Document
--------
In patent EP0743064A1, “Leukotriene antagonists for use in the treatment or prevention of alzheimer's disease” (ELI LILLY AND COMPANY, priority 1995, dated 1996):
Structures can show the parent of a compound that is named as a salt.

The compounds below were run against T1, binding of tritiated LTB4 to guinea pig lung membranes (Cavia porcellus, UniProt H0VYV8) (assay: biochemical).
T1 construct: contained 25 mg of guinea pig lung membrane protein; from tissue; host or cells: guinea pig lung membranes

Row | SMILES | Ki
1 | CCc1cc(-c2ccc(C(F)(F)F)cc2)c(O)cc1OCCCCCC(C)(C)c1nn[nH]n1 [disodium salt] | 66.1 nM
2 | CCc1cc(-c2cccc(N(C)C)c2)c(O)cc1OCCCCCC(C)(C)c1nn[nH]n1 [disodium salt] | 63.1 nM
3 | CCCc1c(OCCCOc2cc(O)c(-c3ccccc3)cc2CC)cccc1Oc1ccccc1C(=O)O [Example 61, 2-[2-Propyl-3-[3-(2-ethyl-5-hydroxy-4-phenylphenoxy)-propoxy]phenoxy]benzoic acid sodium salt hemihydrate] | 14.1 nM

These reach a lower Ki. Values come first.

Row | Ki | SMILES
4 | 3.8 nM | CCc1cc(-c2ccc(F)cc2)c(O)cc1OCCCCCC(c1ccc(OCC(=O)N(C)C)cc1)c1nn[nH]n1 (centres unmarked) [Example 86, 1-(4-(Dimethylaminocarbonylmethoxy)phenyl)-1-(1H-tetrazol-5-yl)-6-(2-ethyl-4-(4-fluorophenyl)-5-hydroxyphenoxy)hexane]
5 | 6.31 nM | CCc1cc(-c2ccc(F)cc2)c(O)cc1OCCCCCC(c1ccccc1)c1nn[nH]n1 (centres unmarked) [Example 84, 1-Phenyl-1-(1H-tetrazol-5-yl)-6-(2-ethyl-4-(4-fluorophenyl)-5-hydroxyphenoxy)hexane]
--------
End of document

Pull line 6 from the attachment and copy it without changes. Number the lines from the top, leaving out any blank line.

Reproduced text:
1 | CCc1cc(-c2ccc(C(F)(F)F)cc2)c(O)cc1OCCCCCC(C)(C)c1nn[nH]n1 [disodium salt] | 66.1 nM